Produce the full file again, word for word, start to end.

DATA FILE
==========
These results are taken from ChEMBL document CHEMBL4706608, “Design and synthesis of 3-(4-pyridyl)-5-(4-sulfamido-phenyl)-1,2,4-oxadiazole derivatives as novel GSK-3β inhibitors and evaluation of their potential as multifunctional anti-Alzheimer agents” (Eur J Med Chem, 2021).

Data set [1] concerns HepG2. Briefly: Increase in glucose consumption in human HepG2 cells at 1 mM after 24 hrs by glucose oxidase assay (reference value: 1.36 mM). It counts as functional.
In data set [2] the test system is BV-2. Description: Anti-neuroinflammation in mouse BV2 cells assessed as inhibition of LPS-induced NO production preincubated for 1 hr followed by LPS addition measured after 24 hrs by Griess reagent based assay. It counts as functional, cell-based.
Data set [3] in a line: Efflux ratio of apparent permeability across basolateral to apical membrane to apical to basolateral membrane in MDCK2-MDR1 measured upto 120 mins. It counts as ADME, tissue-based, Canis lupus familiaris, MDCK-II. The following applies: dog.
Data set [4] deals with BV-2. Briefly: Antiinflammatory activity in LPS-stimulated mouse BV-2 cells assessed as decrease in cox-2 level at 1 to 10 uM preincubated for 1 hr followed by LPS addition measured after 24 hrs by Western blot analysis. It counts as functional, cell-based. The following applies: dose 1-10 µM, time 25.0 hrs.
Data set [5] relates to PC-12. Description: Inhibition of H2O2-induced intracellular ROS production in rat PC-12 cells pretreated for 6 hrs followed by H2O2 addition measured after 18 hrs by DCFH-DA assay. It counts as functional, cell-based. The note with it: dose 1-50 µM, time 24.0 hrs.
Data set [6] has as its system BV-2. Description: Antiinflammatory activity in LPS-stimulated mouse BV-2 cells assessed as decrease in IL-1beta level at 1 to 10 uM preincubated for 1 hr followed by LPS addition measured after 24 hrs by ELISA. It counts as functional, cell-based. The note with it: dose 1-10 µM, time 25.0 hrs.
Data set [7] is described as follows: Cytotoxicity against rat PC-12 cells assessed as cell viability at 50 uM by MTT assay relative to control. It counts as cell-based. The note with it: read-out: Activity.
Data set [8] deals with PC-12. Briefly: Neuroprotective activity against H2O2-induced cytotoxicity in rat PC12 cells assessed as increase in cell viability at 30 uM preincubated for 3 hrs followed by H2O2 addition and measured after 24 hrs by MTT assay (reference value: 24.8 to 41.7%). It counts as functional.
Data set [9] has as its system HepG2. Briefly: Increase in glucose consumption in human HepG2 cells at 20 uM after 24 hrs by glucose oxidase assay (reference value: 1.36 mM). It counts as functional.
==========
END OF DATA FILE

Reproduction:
These results are taken from ChEMBL document CHEMBL4706608, “Design and synthesis of 3-(4-pyridyl)-5-(4-sulfamido-phenyl)-1,2,4-oxadiazole derivatives as novel GSK-3β inhibitors and evaluation of their potential as multifunctional anti-Alzheimer agents” (Eur J Med Chem, 2021).

Data set [1] concerns HepG2. Briefly: Increase in glucose consumption in human HepG2 cells at 1 mM after 24 hrs by glucose oxidase assay (reference value: 1.36 mM). It counts as functional.
In data set [2] the test system is BV-2. Description: Anti-neuroinflammation in mouse BV2 cells assessed as inhibition of LPS-induced NO production preincubated for 1 hr followed by LPS addition measured after 24 hrs by Griess reagent based assay. It counts as functional, cell-based.
Data set [3] in a line: Efflux ratio of apparent permeability across basolateral to apical membrane to apical to basolateral membrane in MDCK2-MDR1 measured upto 120 mins. It counts as ADME, tissue-based, Canis lupus familiaris, MDCK-II. The following applies: dog.
Data set [4] deals with BV-2. Briefly: Antiinflammatory activity in LPS-stimulated mouse BV-2 cells assessed as decrease in cox-2 level at 1 to 10 uM preincubated for 1 hr followed by LPS addition measured after 24 hrs by Western blot analysis. It counts as functional, cell-based. The following applies: dose 1-10 µM, time 25.0 hrs.
Data set [5] relates to PC-12. Description: Inhibition of H2O2-induced intracellular ROS production in rat PC-12 cells pretreated for 6 hrs followed by H2O2 addition measured after 18 hrs by DCFH-DA assay. It counts as functional, cell-based. The note with it: dose 1-50 µM, time 24.0 hrs.
Data set [6] has as its system BV-2. Description: Antiinflammatory activity in LPS-stimulated mouse BV-2 cells assessed as decrease in IL-1beta level at 1 to 10 uM preincubated for 1 hr followed by LPS addition measured after 24 hrs by ELISA. It counts as functional, cell-based. The note with it: dose 1-10 µM, time 25.0 hrs.
Data set [7] is described as follows: Cytotoxicity against rat PC-12 cells assessed as cell viability at 50 uM by MTT assay relative to control. It counts as cell-based. The note with it: read-out: Activity.
Data set [8] deals with PC-12. Briefly: Neuroprotective activity against H2O2-induced cytotoxicity in rat PC12 cells assessed as increase in cell viability at 30 uM preincubated for 3 hrs followed by H2O2 addition and measured after 24 hrs by MTT assay (reference value: 24.8 to 41.7%). It counts as functional.
Data set [9] has as its system HepG2. Briefly: Increase in glucose consumption in human HepG2 cells at 20 uM after 24 hrs by glucose oxidase assay (reference value: 1.36 mM). It counts as functional.